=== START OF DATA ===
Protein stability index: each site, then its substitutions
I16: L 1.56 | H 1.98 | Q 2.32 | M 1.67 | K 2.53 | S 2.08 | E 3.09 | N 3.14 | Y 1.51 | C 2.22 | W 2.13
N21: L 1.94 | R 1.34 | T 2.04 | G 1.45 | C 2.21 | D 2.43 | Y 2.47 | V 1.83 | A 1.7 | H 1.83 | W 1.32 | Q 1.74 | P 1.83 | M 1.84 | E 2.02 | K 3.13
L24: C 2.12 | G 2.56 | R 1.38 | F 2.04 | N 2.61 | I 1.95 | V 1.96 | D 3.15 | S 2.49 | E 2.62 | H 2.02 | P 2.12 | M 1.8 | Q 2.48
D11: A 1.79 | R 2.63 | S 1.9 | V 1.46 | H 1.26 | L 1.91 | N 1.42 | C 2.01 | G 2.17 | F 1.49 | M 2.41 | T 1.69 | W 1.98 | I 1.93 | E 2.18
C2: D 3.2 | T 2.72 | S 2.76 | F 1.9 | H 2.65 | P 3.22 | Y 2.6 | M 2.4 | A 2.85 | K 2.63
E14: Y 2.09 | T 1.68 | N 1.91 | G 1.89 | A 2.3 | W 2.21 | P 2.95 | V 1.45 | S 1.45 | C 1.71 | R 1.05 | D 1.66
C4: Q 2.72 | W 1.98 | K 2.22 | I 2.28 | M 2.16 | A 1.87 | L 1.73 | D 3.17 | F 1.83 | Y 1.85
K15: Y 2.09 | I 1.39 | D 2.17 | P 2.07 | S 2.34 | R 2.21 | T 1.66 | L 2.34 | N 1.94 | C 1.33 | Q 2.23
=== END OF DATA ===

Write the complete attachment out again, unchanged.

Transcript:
Protein stability index: each site, then its substitutions
I16: L 1.56 | H 1.98 | Q 2.32 | M 1.67 | K 2.53 | S 2.08 | E 3.09 | N 3.14 | Y 1.51 | C 2.22 | W 2.13
N21: L 1.94 | R 1.34 | T 2.04 | G 1.45 | C 2.21 | D 2.43 | Y 2.47 | V 1.83 | A 1.7 | H 1.83 | W 1.32 | Q 1.74 | P 1.83 | M 1.84 | E 2.02 | K 3.13
L24: C 2.12 | G 2.56 | R 1.38 | F 2.04 | N 2.61 | I 1.95 | V 1.96 | D 3.15 | S 2.49 | E 2.62 | H 2.02 | P 2.12 | M 1.8 | Q 2.48
D11: A 1.79 | R 2.63 | S 1.9 | V 1.46 | H 1.26 | L 1.91 | N 1.42 | C 2.01 | G 2.17 | F 1.49 | M 2.41 | T 1.69 | W 1.98 | I 1.93 | E 2.18
C2: D 3.2 | T 2.72 | S 2.76 | F 1.9 | H 2.65 | P 3.22 | Y 2.6 | M 2.4 | A 2.85 | K 2.63
E14: Y 2.09 | T 1.68 | N 1.91 | G 1.89 | A 2.3 | W 2.21 | P 2.95 | V 1.45 | S 1.45 | C 1.71 | R 1.05 | D 1.66
C4: Q 2.72 | W 1.98 | K 2.22 | I 2.28 | M 2.16 | A 1.87 | L 1.73 | D 3.17 | F 1.83 | Y 1.85
K15: Y 2.09 | I 1.39 | D 2.17 | P 2.07 | S 2.34 | R 2.21 | T 1.66 | L 2.34 | N 1.94 | C 1.33 | Q 2.23